Dirty IT job No. 6: Payroll cop
Wanted: Sys admin to log long hours and plan vacations around other people's paydays. Must be willing to put up with self-absorbed IT professionals. Ability to sniff out fraud essential.
You'd think the one person responsible for making sure everyone in an organization gets paid would be treated with the utmost respect. You'd be wrong.
For three years, Jennifer Hoffman worked as sys admin for a major U.S. telecommunications carrier. She was the only person who knew how to operate the time-and-attendance software essential to running payroll for some 12,000 full-time employees and 3,000 contractors. From the janitors to the CEO, if you didn't fill out an electronic time card, you didn't get paid.
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Sure, you could get the company to manually cut you a check. But then you'd have to deal with "Bonnie" (not her real name), possibly the most loathed individual in the company, says Hoffman, who is now a life and business coach in Los Angeles.
"People actually offered me money to talk to Bonnie for them," she says. "I wouldn't do it."
Yet during nearly every payroll period, some IT contractor would make a change to the network that brought her system to a standstill. Every time the network went down, the lone server that ran the time-and-attendance software -- nestled deep inside a data center 1,500 miles away -- had to be manually restarted. Jennifer would get on the phone and tell the data center techs where the server was and what they needed to do.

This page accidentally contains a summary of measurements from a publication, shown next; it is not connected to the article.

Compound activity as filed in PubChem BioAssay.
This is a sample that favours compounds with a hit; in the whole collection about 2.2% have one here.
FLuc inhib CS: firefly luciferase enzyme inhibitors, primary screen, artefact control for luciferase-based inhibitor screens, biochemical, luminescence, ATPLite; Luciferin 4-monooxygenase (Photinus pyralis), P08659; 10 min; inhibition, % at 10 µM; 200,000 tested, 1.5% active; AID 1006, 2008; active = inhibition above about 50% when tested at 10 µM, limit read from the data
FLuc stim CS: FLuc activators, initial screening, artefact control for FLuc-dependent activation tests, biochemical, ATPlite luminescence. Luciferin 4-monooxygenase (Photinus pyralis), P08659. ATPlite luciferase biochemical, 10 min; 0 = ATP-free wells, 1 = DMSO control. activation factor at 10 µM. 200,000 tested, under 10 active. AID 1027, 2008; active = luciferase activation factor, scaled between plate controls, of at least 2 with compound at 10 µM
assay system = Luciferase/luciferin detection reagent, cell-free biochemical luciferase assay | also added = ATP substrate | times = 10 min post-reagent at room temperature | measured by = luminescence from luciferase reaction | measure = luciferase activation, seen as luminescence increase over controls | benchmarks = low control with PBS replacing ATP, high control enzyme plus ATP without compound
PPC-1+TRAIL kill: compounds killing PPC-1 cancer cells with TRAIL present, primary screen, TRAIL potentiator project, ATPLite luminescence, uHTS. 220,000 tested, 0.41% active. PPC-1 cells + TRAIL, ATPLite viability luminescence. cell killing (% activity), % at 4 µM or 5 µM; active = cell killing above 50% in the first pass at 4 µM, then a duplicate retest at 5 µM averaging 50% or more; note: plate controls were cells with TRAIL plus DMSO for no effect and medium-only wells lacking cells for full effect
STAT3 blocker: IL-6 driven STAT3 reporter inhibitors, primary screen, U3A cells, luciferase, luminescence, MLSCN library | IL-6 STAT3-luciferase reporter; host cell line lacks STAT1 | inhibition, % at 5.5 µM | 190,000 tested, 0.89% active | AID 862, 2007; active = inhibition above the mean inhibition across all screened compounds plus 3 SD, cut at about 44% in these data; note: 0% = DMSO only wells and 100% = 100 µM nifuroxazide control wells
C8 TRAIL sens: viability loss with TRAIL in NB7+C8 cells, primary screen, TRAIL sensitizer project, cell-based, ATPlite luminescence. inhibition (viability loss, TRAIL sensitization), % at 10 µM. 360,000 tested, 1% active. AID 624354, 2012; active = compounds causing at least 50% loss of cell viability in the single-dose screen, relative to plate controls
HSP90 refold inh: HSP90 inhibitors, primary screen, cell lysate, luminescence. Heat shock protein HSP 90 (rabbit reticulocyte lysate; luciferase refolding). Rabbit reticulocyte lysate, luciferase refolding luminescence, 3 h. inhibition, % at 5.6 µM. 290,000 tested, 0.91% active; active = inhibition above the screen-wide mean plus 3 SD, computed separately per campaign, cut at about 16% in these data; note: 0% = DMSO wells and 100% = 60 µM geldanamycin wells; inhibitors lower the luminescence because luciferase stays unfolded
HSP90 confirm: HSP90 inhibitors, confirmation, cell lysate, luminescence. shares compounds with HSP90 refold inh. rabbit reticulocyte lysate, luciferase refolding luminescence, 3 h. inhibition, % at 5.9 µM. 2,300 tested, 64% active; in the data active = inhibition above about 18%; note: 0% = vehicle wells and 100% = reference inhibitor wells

"Dealing with high-profile, highly paid, arrogant contractors who felt they could do network upgrades whenever they felt like it was challenging," says Hoffman. "They were so fixated on what they were doing they never thought about the peripheral effects of their actions."
Still, the other part of her job -- keeping people from cheating -- was worse. Several times she was called upon to play payroll cop by the carrier's internal affairs division. For example, there was the time a techie who got laid off in May logged into the system and filed time cards for the remainder of the year, so he'd continue to get paid while sitting at home on the couch.
Or witness the HR employee who pretended to rehire dozens of former employees during the middle of each payroll period, then "fired" them a few days later. Their paychecks were sent via direct deposit to a bank in a neighboring state, where her partner in crime would withdraw the funds and split the proceeds.
That woman eventually got fired, though never prosecuted. Later, she tried to use Hoffman as a job reference. You can imagine how that went.
"I didn't want to have to spy on people, but after that incident with HR, I got called on by internal affairs a lot," she says. "When you work in a system like payroll, the things people do are unbelievable. You have to have really trustworthy people working for you or they can rob you blind. It's the dirty jobs like this that are the backbone of every organization."